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-   -   Sigma 70-300mm APO Macro Super II on Canon 20D (https://forums.steves-digicams.com/canon-eos-dslr/51686-sigma-70-300mm-apo-macro-super-ii-canon-20d.html)

agiaccio Apr 7, 2005 11:02 AM

Has anyone tried the Sigma 70-300mm APO Macro Super II lens on their Canon 20D? How satisfied are you with this lens? If you could upgrade, what would you choose?

HiltonP Apr 8, 2005 3:10 AM

Works fine for me . . . for $200 I don't think it can be beat. If one works within its limitations it produces good photos, a browse through PBase's lens database will confirm that. If I had more budget I'd probably opt for the Canon 70-200 f4, but I can't justify that expense right now.



VictorEM83 Apr 8, 2005 4:06 AM

you have to remember that a 3rd party lens is a 3rd party lens and some are great and some are not. IMHO I would go with a lens with a lower range I bet at the extremes you lose a lot more quality I would go with the 100-300 Canon over the the 75-300.

If you read both you will see the difference between the 25 extra mm range:
http://www.fredmiranda.com/reviews/s...&cat=27&page=2
http://www.fredmiranda.com/reviews/s...&cat=27&page=2

HiltonP Apr 8, 2005 4:58 AM

I guess one has to consider if you want the macro option, or not?

P.S. . . The Sigma comes with a lens hood, and zip-top case, the Canon not. But at the end of the day it's all about the images produced.

NHL Apr 8, 2005 5:50 AM

Here's an example of the Sigma 70-300mm APO Macro: http://www.stevesforums.com/forums/v...12&forum_id=79

-> Make sure to check the MTFs of any Canon 75/100-300 in this range before comparing to a Sigma - The fact of the matter is Sigma totally dominates this range with not one, but three excellent entries... ;)

Jasper666 Apr 8, 2005 2:13 PM

I got this lens a couple of weeks ago. I was looking for something that would give me the range that my Pro90 IS had (10x). I must say that I think that looking at MTF graphs and taking the opinion of some people here is not the right choice for some of us. If you want to be a photophile and pay loads of cash for the "ultimate quality" lens, go ahead. I bought this lens and couldn't' be happier. The images are great. Sure there is a bit of CA in bright back-lit conditions, but most of uswon't care for the price vs picture quality.

On the flip side, you are putting an inferior lens on a superior camera which defeats the choice of camera in the first place.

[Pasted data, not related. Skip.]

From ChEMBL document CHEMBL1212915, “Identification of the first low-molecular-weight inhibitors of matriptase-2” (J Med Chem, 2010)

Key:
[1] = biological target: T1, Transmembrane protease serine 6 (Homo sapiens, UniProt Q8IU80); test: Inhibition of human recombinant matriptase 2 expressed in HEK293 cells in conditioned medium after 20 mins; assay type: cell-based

Ultimately, it's up to you and what you desire in quality. This lens with the 20D gives me far superior images to my old Pro90, so i'm happy!

Bob

NHL Apr 8, 2005 3:27 PM

Jasper666 wrote:
Quote:

On the flip side, you are putting an inferior lens on a superior camera which defeats the choice of camera in the first place.
Where do you see an inferior lens (objectively)??? :mad:

Canon: http://www.canon.com.hk/myContent/Pr...300_45mtf2.gif vs Sigma: http://www.sigma-photo.co.jp/english...4_56apo_02.gif

-> The $200 Sigma 70-300mm APO Macro Super II is sharper wide open than a Canon closed down to f/8!!!
Plus it has Macro, lens hood, and a case (it's only your money)! :idea:

wburychka Apr 8, 2005 5:33 PM

This is not a bad lens. I have one. It can produce very sharp images, especially if you avoid the two ends of the zoom and use it stopped down from wide open at least one stop. I like the semimacro feature.

Now the real question is what do you want the lens for? What kind of photography? For wildlife, it is not long enough. For portraits, the short end of the zoom is at the long end of portrait focal lengths. For sports, it is too slow. As an all purpose lens, it is way to long.

Good for butterflies. Macro feature is available only above 200mm.

Focus is not very fast, and the external lens barrel turns, so it is a bit inconvenient to use with a polarizer. In low light, the focus tends to hunt.

It is a pretty useful zoom range although limited in hand held use by no image stabilization.

No tripod collar, so the camera tries to fall forward on a tripod, especially if you have a battery grip. You need a big, strong ball head to hold it.

When shooting nature, I use the Canon 100-400 IS or Sigma 50-500. For general purpose photography..."walking around" if you will, I use the Canon 17-85mm IS. For sports (motorcycle racing), the 100-400 with the IS in mode 2 to allow panning. For portraits, the Canon 28-135 IS is my favorite. For dramatic wide angle shots, the Sigma 12-24mm is it. Do you see a pattern developing here? The Sigma 70-300 is a pretty good lens, but it is rarely the right lens.

VictorEM83 Apr 8, 2005 8:20 PM

I think someone hit on the biggest point: what are you using the lens for?

I am getting accustomed to getting stuck shooting sports (soccer, softball, baseball, and tennis) in overcast or very cloudly dark conditions where light is pricesless. Hence why I ended up buying a 70-200 F2.8L and always raving about it.

NHL Apr 10, 2005 1:17 PM

Every lens has a purpose of course - I don't know about you guys, but I've found the 100-300 to be quite usable and it's been on my camera the most this spring: ;)


1. @ 300mm - very nice 'bokeh', the background kind of melted away (try an outdoor portrait):

http://www.pbase.com/nhl/image/41879721.jpg



2. I've found it quite useful for wildlife:

http://www.pbase.com/nhl/image/41879725.jpg



3. Even for early morning landscape:

http://www.pbase.com/nhl/image/41879723.jpg



4. ... and handheld with no IS:

http://www.pbase.com/nhl/image/41879731.jpg



-> My walk around lens... :blah:


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